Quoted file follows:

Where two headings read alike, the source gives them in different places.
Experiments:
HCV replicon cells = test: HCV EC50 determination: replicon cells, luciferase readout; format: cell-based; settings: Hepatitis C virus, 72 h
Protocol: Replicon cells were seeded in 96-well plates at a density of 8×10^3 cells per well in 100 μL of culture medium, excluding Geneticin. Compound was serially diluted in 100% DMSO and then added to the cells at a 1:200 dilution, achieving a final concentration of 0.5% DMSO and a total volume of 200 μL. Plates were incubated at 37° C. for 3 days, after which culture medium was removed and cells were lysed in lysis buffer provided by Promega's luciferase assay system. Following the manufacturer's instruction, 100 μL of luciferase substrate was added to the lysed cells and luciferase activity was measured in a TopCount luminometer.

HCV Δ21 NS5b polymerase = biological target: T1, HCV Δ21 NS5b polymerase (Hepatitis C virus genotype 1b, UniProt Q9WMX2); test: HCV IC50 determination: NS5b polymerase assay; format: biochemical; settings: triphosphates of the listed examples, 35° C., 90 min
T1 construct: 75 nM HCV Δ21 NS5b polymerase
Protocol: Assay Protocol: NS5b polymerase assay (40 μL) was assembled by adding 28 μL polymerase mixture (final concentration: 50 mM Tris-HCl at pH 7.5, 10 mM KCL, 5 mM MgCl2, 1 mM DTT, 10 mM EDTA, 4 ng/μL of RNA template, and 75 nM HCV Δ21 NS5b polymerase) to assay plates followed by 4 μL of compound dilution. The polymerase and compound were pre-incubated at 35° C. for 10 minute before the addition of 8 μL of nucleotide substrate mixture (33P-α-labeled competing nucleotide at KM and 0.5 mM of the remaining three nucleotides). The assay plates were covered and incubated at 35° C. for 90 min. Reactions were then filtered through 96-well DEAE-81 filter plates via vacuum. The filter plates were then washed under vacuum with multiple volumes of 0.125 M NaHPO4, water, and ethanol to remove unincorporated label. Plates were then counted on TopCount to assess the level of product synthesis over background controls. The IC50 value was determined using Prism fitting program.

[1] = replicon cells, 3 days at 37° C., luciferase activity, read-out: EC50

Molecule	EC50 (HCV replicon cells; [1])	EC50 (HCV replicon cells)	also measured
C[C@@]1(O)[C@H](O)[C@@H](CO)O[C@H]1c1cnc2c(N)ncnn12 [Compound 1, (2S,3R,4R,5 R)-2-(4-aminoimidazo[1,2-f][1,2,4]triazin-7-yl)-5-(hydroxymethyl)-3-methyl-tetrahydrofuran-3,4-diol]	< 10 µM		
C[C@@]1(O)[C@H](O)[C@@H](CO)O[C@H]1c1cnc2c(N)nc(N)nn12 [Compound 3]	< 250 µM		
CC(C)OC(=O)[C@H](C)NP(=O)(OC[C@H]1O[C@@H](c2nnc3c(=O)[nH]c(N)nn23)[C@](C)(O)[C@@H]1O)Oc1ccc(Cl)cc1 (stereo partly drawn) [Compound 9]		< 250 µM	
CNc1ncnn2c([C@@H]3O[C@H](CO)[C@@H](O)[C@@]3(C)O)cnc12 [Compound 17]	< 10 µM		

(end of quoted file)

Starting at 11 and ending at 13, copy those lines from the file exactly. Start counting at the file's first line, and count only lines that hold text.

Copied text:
C[C@@]1(O)[C@H](O)[C@@H](CO)O[C@H]1c1cnc2c(N)nc(N)nn12 [Compound 3]	< 250 µM		
CC(C)OC(=O)[C@H](C)NP(=O)(OC[C@H]1O[C@@H](c2nnc3c(=O)[nH]c(N)nn23)[C@](C)(O)[C@@H]1O)Oc1ccc(Cl)cc1 (stereo partly drawn) [Compound 9]		< 250 µM	
CNc1ncnn2c([C@@H]3O[C@H](CO)[C@@H](O)[C@@]3(C)O)cnc12 [Compound 17]	< 10 µM		